Posted by: Doug B. | Feb 5, 2023 9:48:49 AM

Tarls, bear in mind what Justice Rehnquist said some years ago: "it has been uniform and constant in the federal judicial tradition for the sentencing judge to consider every convicted person as an individual and every case as a unique study in the human failings that sometimes mitigate, sometimes magnify, the crime and the punishment to ensue.” Koon v. U.S., 518 U.S. 81, 113 (1996), that

Posted by: Anon | Feb 5, 2023 6:20:54 PM

That was Justice Kennedy writing the opinion for the Court in Koon. CJ Rehnquist did join the opinion.

Posted by: Doug B | Feb 6, 2023 12:13:10 AM

Truth be told, I was involved in a similar case during my career as a USPO - defendant was facing 120 mand min for a meth conspiracy, but she cooperated and was looking at closer to 4-5 years - she was young, gainfully employed at a large company who not only knew of her pending charges when they hired her, but fully supported her during the sentencing phase. I initially recommended a prison sentence, but sentencing was delayed for close to a year because of her pending cooperation. When others in the conspiracy pled out knowing she was scheduled to testify in their trial, I changed my rec in chambers with the Judge. It certainly helped that she was gainfully employed and had successfully completed drug treatment too. Fortunately, the Judge agreed and she too was given a time served sentence and a short TSR term. You have to sentence the individual and really look hard at the 3553(a) factors.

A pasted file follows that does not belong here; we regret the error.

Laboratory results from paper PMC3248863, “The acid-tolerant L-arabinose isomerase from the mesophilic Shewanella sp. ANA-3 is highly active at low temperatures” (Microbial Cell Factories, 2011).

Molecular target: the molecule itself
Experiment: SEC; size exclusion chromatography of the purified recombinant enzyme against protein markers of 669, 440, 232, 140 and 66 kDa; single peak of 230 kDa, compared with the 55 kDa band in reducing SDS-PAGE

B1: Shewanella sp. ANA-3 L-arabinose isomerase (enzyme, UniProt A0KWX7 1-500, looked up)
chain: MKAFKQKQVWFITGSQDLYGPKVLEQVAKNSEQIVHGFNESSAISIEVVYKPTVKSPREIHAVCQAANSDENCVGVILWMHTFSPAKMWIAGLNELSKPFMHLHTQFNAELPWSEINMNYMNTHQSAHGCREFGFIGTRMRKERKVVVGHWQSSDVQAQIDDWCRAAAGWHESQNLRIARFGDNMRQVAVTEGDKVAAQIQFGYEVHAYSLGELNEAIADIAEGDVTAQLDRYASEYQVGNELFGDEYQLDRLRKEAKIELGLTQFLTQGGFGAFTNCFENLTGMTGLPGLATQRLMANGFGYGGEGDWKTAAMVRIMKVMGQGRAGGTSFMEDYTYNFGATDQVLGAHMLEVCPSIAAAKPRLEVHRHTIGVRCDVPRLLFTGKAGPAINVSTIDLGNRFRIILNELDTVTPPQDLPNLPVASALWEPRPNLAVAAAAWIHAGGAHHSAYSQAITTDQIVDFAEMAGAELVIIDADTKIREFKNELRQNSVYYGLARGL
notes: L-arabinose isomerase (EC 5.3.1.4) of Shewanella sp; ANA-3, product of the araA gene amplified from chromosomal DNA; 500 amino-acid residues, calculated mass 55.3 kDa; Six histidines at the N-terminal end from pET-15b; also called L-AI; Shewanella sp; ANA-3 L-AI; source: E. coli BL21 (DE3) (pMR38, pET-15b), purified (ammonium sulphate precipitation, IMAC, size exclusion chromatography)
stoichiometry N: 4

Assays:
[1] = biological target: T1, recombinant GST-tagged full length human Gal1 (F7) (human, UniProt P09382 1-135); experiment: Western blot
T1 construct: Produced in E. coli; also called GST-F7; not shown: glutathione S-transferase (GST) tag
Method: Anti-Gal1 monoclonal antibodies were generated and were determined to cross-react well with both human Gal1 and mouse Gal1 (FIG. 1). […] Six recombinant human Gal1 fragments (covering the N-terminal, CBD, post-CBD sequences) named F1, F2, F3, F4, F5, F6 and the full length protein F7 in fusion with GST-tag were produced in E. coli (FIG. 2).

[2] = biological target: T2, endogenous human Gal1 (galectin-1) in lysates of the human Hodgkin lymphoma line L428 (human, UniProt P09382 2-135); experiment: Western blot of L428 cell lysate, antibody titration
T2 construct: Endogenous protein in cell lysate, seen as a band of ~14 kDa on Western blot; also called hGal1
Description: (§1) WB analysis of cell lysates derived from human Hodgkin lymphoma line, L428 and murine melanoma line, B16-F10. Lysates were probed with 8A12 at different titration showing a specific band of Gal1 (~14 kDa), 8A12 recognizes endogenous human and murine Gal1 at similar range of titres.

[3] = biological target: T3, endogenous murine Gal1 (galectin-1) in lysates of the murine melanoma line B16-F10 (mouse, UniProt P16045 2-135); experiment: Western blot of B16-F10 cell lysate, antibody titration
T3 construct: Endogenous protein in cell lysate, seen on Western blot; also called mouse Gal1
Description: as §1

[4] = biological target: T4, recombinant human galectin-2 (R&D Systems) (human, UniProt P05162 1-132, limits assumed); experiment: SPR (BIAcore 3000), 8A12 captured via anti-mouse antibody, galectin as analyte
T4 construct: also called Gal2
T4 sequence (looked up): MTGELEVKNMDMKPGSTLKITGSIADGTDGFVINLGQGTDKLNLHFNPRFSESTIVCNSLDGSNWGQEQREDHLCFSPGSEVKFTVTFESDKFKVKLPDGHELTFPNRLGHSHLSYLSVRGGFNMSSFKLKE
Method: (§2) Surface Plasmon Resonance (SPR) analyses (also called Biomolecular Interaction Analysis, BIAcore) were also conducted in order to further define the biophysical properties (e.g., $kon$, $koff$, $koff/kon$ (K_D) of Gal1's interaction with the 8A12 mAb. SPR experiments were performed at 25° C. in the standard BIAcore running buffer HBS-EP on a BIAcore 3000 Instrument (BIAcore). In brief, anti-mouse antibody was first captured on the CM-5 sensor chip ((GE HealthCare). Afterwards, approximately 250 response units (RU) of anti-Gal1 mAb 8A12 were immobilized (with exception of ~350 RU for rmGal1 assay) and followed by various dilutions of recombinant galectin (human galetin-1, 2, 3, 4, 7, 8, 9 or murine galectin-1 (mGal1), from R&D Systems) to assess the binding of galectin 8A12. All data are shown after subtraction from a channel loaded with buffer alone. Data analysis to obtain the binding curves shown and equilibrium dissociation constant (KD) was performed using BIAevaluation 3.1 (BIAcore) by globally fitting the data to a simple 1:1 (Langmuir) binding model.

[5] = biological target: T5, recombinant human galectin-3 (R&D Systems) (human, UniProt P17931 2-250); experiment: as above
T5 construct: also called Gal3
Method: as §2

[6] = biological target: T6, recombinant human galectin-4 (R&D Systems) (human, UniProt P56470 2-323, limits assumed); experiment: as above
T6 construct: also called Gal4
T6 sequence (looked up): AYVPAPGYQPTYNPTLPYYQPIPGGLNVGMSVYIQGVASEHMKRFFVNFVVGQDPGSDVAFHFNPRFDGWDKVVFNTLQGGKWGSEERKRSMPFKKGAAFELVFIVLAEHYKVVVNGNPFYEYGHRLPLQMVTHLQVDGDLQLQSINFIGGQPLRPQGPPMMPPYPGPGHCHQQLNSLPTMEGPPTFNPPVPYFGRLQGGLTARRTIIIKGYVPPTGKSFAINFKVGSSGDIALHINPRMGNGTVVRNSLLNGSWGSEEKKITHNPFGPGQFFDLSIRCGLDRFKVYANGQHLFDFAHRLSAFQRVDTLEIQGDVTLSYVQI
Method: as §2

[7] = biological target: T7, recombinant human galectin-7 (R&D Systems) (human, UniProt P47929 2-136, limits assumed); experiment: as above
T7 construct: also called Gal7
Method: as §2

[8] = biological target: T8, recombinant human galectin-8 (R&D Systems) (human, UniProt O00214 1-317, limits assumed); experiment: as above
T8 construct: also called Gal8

Posted by: atomicfrog | Feb 6, 2023 7:40:57 AM

Sounds like cruel and unusual punishment to me.

Posted by: A | Feb 6, 2023 10:55:37 AM


His sentence fair?

Posted by: federalist | Feb 6, 2023 3:21:23 PM

Not sure what "fair" means here. I can recall cases involving more extreme conduct producing much longer sentences. And google got me to a florida case with seemingly somewhat similar facts producing a somewhat similar outcome: https://www.local10.com/news/2015/02/12/jonathan-bleiweiss-gets-plea-deal-after-victims-refuse-to-testify/

Maybe that all need to be sentenced to law school!!

Posted by: Doug B | Feb 6, 2023 4:13:39 PM


The specifics of this case are this.

If someone willingly sold or was trafficking baby food that may be laced with arsenic, he would go to prison and likely never see the light of day.

This woman was trafficking a substance she knew damn well might be (very likely) laced with Fentanyl, if the cocaine isn’t bad enough.

We aren’t talking about a kid selling pot out of his trunk.

Posted by: TarlsQtr | Feb 7, 2023 1:38:35 PM

Post a comment

In the body of your email, please indicate if you are a professor, student, prosecutor, defense attorney, etc. so I can gain a sense of who is reading my blog. Thank you, DAB